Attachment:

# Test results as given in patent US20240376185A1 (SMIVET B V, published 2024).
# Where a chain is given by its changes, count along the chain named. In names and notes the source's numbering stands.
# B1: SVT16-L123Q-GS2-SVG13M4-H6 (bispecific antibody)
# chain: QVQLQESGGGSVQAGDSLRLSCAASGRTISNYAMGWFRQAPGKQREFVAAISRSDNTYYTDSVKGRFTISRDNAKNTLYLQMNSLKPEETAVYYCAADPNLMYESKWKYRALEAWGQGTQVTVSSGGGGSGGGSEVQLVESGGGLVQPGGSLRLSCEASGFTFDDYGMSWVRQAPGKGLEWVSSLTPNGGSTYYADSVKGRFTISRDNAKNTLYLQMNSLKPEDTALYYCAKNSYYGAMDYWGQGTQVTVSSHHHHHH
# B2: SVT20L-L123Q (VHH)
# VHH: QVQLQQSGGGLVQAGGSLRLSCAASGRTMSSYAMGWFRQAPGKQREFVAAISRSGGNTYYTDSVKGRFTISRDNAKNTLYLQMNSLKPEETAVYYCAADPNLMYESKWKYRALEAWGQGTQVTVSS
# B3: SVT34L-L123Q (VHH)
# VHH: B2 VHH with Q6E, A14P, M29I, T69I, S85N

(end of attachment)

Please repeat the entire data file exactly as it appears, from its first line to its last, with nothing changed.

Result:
# Test results as given in patent US20240376185A1 (SMIVET B V, published 2024).
# Where a chain is given by its changes, count along the chain named. In names and notes the source's numbering stands.
# B1: SVT16-L123Q-GS2-SVG13M4-H6 (bispecific antibody)
# chain: QVQLQESGGGSVQAGDSLRLSCAASGRTISNYAMGWFRQAPGKQREFVAAISRSDNTYYTDSVKGRFTISRDNAKNTLYLQMNSLKPEETAVYYCAADPNLMYESKWKYRALEAWGQGTQVTVSSGGGGSGGGSEVQLVESGGGLVQPGGSLRLSCEASGFTFDDYGMSWVRQAPGKGLEWVSSLTPNGGSTYYADSVKGRFTISRDNAKNTLYLQMNSLKPEDTALYYCAKNSYYGAMDYWGQGTQVTVSSHHHHHH
# B2: SVT20L-L123Q (VHH)
# VHH: QVQLQQSGGGLVQAGGSLRLSCAASGRTMSSYAMGWFRQAPGKQREFVAAISRSGGNTYYTDSVKGRFTISRDNAKNTLYLQMNSLKPEETAVYYCAADPNLMYESKWKYRALEAWGQGTQVTVSS
# B3: SVT34L-L123Q (VHH)
# VHH: B2 VHH with Q6E, A14P, M29I, T69I, S85N